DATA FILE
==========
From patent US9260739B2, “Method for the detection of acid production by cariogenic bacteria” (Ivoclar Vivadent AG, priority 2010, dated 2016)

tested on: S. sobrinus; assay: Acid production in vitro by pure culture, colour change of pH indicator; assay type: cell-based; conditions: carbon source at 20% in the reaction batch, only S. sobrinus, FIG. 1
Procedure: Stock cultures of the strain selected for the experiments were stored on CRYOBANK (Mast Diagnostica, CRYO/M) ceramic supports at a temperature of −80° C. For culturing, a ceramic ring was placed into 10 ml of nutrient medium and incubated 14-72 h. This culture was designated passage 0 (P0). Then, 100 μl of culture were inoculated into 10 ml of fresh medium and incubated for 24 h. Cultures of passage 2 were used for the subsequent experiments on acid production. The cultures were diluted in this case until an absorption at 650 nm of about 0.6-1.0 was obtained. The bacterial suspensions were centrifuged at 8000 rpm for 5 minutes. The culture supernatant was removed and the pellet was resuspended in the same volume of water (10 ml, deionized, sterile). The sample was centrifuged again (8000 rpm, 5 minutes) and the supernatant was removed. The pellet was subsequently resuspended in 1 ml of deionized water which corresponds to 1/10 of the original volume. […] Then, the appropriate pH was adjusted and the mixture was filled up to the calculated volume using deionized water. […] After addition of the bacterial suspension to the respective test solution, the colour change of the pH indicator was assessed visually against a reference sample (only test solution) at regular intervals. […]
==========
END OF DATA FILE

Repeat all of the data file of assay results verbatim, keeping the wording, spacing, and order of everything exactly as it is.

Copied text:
From patent US9260739B2, “Method for the detection of acid production by cariogenic bacteria” (Ivoclar Vivadent AG, priority 2010, dated 2016)

tested on: S. sobrinus; assay: Acid production in vitro by pure culture, colour change of pH indicator; assay type: cell-based; conditions: carbon source at 20% in the reaction batch, only S. sobrinus, FIG. 1
Procedure: Stock cultures of the strain selected for the experiments were stored on CRYOBANK (Mast Diagnostica, CRYO/M) ceramic supports at a temperature of −80° C. For culturing, a ceramic ring was placed into 10 ml of nutrient medium and incubated 14-72 h. This culture was designated passage 0 (P0). Then, 100 μl of culture were inoculated into 10 ml of fresh medium and incubated for 24 h. Cultures of passage 2 were used for the subsequent experiments on acid production. The cultures were diluted in this case until an absorption at 650 nm of about 0.6-1.0 was obtained. The bacterial suspensions were centrifuged at 8000 rpm for 5 minutes. The culture supernatant was removed and the pellet was resuspended in the same volume of water (10 ml, deionized, sterile). The sample was centrifuged again (8000 rpm, 5 minutes) and the supernatant was removed. The pellet was subsequently resuspended in 1 ml of deionized water which corresponds to 1/10 of the original volume. […] Then, the appropriate pH was adjusted and the mixture was filled up to the calculated volume using deionized water. […] After addition of the bacterial suspension to the respective test solution, the colour change of the pH indicator was assessed visually against a reference sample (only test solution) at regular intervals. […]